Half of Men (and Almost as Many Women) Don't Know Where the Vagina Is

While it's true that the vagina is probably the body part most shrouded in mystery, it may shock you that a recent survey found that half of 2,000 U.K. men surveyed can't identify the vagina in an anatomical diagram.

But what's more is that in a study conducted in 2014, nearly the same amount (44 percent) of women couldn't find the vagina either. (For the record, the vagina is the internal canal that connects the cervix to the outside of the body — not to be confused with the vulva, which is the external genital area that includes the labia and clitoris.)

The findings of the surveys, conducted by British gynecological health organization The Eve Appeal, also point to other shocking revelations, like the fact that over half of the men surveyed were uncomfortable discussing gynecological health with their female partners, or that 17 percent said they knew nothing about the topic and "don’t feel that they need to know, as it is a female issue."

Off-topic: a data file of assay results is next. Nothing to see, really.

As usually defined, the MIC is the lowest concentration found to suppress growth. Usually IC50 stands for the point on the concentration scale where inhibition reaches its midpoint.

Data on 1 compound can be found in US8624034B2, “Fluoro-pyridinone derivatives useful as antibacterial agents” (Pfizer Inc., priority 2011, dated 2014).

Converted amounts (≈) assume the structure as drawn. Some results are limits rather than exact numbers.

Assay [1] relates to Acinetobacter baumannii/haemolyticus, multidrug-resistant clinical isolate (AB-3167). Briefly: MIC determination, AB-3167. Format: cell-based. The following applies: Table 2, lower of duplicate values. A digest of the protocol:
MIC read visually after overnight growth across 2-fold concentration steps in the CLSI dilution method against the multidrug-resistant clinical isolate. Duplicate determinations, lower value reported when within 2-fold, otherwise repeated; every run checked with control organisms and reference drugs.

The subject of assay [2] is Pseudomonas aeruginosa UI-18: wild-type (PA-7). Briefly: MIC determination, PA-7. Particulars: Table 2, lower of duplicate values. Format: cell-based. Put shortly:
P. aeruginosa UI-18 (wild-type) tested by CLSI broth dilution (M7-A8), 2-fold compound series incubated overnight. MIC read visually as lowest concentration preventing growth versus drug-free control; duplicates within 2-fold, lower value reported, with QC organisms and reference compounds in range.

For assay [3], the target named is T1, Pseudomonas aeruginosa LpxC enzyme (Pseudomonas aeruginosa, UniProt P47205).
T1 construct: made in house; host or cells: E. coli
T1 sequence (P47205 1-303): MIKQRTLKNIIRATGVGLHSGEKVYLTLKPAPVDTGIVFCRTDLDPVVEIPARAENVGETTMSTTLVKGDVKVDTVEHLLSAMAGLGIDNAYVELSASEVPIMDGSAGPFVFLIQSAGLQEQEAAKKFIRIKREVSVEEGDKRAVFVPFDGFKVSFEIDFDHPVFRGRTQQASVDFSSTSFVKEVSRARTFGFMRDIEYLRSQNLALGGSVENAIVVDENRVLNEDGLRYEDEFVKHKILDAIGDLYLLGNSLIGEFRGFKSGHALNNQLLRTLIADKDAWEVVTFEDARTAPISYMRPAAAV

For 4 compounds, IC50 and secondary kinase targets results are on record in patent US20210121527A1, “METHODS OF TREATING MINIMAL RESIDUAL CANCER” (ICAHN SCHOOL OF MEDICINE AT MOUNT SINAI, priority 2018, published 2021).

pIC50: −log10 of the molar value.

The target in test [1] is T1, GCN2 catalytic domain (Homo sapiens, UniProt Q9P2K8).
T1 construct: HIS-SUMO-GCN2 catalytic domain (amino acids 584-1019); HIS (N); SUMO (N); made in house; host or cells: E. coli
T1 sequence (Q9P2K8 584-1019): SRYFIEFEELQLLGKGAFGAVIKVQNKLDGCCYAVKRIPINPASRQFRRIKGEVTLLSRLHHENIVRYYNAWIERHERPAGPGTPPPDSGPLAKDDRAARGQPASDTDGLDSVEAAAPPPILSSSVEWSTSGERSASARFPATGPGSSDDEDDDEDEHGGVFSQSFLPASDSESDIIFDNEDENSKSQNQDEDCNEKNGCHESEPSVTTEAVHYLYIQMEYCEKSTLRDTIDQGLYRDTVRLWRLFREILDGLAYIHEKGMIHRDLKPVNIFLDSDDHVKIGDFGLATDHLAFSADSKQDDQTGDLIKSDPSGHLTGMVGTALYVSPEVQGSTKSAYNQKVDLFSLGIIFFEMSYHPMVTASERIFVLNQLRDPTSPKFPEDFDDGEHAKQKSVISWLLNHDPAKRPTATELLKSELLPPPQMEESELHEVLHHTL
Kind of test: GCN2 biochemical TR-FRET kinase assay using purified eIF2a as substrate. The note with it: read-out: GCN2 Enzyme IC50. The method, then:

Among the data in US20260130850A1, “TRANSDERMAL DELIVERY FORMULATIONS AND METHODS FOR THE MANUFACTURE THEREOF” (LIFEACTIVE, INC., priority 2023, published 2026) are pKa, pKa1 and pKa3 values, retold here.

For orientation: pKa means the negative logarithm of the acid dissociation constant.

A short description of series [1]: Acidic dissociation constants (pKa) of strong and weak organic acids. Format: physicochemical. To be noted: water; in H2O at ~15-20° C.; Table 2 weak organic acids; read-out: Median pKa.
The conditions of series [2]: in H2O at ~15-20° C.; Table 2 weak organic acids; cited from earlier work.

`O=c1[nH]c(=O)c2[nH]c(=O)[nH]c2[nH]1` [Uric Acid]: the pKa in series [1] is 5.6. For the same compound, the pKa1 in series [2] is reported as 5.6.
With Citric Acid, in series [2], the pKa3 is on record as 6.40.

The Eve Appeal begs to differ and says that it released the findings of its survey in an attempt to increase awareness among men about gynecological health issues like symptoms of uterine, cervical, vaginal, vulvar, and ovarian cancer — which men can actually help their female partners identify, according to The Eve Appeal CEO Athena Lamnisos.

Other findings included that only 20 percent of men surveyed said they felt confident enough to mention a change in their partner’s vagina, and just 17 percent felt they understood “how the vagina really works.”

The survey also found that 19 percent of women wouldn't see a doctor if they noticed abnormal bleeding; 50 percent wouldn't seek medical attention if they experienced persistent bloating; 15 percent wouldn't see a doc if they found a lump or growth in their vagina. And while those symptoms aren't always synonymous with cancer, the diagnosis should be left up to a medical professional.

“There’s a difference between symptoms that come and go and things that are there all the time, and between symptoms that have always been there or are new or different,” Dr. Jen Gunter, MD, told Health. “Obviously if you eat a large meal you’re going to feel bloated—but bloating is also one of the most common symptoms of ovarian cancer, and so it’s important for people to notice when something has changed for them.”